D-Day Commemoration service in Bayeux Cathedral, Normandy

I visited Bayeux on 8th June 2014, 70 years after Allies liberated the city. World leaders attended a commemoration ceremony at the cathedral days before.

70 years after the liberation of Bayeux, a service took place in the city cathedral. To commemorate the occasion the Villedieu-les-Poêles foundry forged a new bell.

World leaders attend Bayeux commemorations

Members of the British royal family attended the service on Friday 6th June 2014. HRH Charles, Prince of Wales blessed at dedicated the “Peace Bell” in front of a large congregation. He and the Duchess of Cornwall, and leaders from France, Britain, and Australia attended the ceremony. Those gathered included heads of state, serving troops, Normandy veterans, civilians and inter-religious leaders. Cathedral clergy blessed the new bell after the naming ceremony.

The Bayeux Cathedral Choir

The Cathedral Choir and a lone piper perform ‘Amazing Grace’ during a short commemoration service marking 70 years since liberation on 8th June 2014.

Northern Ireland’s First Minister, Peter Robinson of the Democratic Unionist Party, attended the service. He professed gratitude to those from Northern Ireland who played a part in the D-Day landings.

We must never forget the bravery, courage and sacrifice of those thousands of soldiers who fought and for the many who ultimately gave their lives for all of us. It is right that those veterans are central to today’s commemorations. Northern Ireland provided a staging platform for allied forces prior to the D-Day landings. We are all eternally grateful to the men and women of Northern Ireland who played their part in one of the most significant engagements in military history.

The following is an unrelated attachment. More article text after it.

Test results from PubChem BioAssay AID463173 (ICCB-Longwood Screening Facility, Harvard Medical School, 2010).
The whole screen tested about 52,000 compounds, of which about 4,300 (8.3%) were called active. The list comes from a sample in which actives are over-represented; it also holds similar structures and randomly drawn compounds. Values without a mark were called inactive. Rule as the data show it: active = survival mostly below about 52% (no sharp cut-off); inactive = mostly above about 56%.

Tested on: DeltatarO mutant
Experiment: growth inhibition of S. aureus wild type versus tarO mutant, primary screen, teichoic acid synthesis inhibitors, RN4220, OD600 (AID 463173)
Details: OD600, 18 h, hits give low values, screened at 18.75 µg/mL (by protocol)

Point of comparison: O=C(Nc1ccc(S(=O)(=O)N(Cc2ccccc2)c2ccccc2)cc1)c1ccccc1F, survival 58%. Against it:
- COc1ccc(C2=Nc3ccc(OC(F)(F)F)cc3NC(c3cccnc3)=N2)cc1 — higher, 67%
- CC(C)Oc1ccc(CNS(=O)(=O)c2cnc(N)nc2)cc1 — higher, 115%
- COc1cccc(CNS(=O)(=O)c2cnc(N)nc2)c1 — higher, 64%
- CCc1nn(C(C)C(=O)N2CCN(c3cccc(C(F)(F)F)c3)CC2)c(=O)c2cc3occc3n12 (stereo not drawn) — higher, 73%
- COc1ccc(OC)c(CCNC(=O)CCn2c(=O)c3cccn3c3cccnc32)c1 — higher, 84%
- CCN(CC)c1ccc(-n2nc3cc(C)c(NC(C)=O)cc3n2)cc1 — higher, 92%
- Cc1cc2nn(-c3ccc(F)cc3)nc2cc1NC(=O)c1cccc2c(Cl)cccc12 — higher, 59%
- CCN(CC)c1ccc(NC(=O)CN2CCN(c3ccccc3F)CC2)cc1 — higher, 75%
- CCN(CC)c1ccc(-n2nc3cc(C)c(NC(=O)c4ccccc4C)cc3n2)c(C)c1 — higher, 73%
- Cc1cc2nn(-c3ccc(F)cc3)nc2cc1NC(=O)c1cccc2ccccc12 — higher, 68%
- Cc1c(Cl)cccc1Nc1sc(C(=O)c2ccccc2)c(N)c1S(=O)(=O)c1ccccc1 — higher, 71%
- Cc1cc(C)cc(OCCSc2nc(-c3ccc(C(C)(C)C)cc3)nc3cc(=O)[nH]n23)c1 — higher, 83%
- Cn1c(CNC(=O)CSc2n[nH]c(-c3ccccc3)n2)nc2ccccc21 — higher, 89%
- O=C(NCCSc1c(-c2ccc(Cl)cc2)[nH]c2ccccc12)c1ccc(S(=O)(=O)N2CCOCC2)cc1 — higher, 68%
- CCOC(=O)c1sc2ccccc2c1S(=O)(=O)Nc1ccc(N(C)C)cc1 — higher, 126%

Peter Robinson – First Minister of Northern Ireland – 6th June 2014

The naming of the Bayeux Cathedral bell

The French have a tradition that a new bell has a godmother. The honour in Bayeux goes to Queen Elizabeth II. Nine heads of state from Allied nations make up the junior godmothers and godfathers.

The Bayeux Peace Bell

Bayeux Cathedral’s new “Peace Bell” bears the date 1944, remembering the 70 years that have passed since the city was liberated by the allies on 8th June 1944.

The bell, now known as Thérèse-Bénédicte, takes its name from a German-Jewish philosopher. Thérèse-Bénédicte de-la-Croix was born Edith Stein in Germany. The Nazi SS arrested her in 1942 and sent her to her death at Auschwitz. Pope John Paul II canonised her in 1999.

I visited Bayeux Cathedral on 8th June 2014 for a public service. A lone piper played ‘Amazing Grace’ and the cathedral choir sang traditional hymns. This was an opportunity for members of the public to have a closer look at the new bell. On 10th June 2014, the cathedral raised the new

On 10th June 2014, the cathedral raised theThérèse-Bénédicte bell into the clock tower.